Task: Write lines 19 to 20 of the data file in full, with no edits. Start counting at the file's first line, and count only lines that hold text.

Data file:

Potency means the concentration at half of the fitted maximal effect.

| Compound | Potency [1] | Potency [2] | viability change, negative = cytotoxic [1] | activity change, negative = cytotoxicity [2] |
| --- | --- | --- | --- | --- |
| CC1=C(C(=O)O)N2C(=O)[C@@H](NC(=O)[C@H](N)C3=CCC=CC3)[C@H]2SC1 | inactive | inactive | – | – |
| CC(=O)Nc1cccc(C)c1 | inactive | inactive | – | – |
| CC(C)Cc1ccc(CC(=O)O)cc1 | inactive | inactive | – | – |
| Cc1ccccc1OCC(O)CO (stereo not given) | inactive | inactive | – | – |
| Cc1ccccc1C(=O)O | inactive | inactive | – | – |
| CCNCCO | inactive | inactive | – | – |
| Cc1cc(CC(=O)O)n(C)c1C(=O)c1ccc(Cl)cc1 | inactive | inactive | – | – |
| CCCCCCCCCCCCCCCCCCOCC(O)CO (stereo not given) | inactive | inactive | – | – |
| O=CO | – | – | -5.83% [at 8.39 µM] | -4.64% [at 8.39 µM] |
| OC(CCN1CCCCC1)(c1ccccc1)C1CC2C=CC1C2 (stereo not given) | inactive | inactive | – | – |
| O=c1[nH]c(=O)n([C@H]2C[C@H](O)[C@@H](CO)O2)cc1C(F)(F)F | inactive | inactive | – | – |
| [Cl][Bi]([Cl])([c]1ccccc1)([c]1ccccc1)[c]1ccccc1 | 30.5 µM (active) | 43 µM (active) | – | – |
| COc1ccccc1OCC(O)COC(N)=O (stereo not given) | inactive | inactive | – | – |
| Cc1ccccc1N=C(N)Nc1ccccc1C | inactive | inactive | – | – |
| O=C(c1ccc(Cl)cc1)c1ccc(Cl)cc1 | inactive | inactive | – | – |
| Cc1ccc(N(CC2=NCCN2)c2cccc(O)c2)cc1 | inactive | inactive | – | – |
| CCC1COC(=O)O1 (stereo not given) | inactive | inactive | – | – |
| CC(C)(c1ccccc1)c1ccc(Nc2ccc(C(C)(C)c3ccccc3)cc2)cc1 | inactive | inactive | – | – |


| Cc1ccc(N(CC2=NCCN2)c2cccc(O)c2)cc1 | inactive | inactive | – | – |
| CCC1COC(=O)O1 (stereo not given) | inactive | inactive | – | – |